When Marisa Troy was diagnosed with inflammatory bowel disease (IBD) at just 13 years old, she had never heard of the disease. Since her IBD diagnosis, Troy has been in and out of hospitals and has had 15 open surgeries hoping to control her disease. It took Troy five years to graduate from high school due to taking a year to recover from IBD symptoms, and six and a half years to complete her bachelor’s degree.
IBD is a painful condition that results from chronic inflammation of the digestive tract. Common forms of IBD include ulcerative colitis and Crohn’s disease.
Troy, who is from New York, remembers keeping her disease private, only telling a few close friends and her parents.
“I kept everything inside,” says Troy. “It drove me crazy.”
However, in 2012, a few days before her 26th birthday, she decided to tell her story. Troy wrote a public Facebook note and shared it with everyone she knew.
“It was like coming out of the closet,” notes Troy. “There was such an amazing outpouring of love and support. It really inspired me. I started writing down my thoughts and experiences with IBD and began posting them on a blog, sometimes multiple times a day.”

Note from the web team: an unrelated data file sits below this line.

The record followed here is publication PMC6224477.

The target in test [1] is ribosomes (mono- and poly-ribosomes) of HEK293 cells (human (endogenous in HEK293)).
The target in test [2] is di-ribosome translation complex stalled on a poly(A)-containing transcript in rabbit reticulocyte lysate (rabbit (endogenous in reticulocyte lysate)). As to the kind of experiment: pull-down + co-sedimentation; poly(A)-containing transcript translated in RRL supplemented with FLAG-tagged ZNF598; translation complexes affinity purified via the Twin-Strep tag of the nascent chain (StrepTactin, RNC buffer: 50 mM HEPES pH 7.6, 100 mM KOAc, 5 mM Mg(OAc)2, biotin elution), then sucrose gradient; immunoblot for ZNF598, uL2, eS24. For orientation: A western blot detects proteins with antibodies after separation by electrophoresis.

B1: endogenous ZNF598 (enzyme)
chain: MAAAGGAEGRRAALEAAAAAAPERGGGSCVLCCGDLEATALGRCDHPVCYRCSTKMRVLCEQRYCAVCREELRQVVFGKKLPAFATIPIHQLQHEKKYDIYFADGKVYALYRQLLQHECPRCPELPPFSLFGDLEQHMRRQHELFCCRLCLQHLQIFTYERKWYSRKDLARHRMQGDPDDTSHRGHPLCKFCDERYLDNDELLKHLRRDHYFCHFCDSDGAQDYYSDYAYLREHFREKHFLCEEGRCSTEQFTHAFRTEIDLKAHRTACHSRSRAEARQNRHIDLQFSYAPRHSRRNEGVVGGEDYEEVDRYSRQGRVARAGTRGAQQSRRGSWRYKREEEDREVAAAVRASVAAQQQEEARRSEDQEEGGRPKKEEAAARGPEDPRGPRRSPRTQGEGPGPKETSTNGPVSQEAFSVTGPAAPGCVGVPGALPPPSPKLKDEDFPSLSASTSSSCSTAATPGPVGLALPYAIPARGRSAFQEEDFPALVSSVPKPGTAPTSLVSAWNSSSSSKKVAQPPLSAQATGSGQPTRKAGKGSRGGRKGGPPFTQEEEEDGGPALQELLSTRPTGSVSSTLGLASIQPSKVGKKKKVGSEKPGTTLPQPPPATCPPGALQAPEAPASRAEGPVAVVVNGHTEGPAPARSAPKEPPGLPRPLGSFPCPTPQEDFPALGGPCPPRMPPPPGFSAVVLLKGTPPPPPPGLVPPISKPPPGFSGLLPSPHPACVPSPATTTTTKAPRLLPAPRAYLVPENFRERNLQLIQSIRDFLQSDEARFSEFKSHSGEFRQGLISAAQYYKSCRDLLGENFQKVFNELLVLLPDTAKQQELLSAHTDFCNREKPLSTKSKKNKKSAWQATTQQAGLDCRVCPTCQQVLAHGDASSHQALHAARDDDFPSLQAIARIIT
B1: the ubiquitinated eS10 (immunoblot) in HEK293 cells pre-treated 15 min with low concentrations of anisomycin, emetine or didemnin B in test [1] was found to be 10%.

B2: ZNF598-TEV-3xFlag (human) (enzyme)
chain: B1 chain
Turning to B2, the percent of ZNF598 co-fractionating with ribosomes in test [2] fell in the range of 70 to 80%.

Since her original Facebook post nearly six years ago, Troy has met and connected with hundreds of patients and advocates through her blog. Troy has spoken on panels, recorded videos and attended conferences such as Digestive Disease Week.
Says Troy: “One of the things I always said is that the only way this would make sense is if I ended up helping those like me.”
Like so many other patients, Troy has experienced enormous out-of-pocket insurance costs, which has had a huge impact on her.
“If I’m recovering from surgery or have been admitted to a hospital, I have to make sure my doctor is in my insurance network. Sometimes another doctor stops by my room to say hello, and I’ll end up with a bill for thousands of dollars,” explains Troy. “I’ve had a few surgeries that took a lot of time for my insurance company to approve. Even though I found surgeons or specialists that were in my network, my insurance company would reject my request.”
The Chronic Disease Coalition is dedicated to fighting discriminatory insurance policies and believes that every patient deserves access to health care services needed to control their disease and symptoms.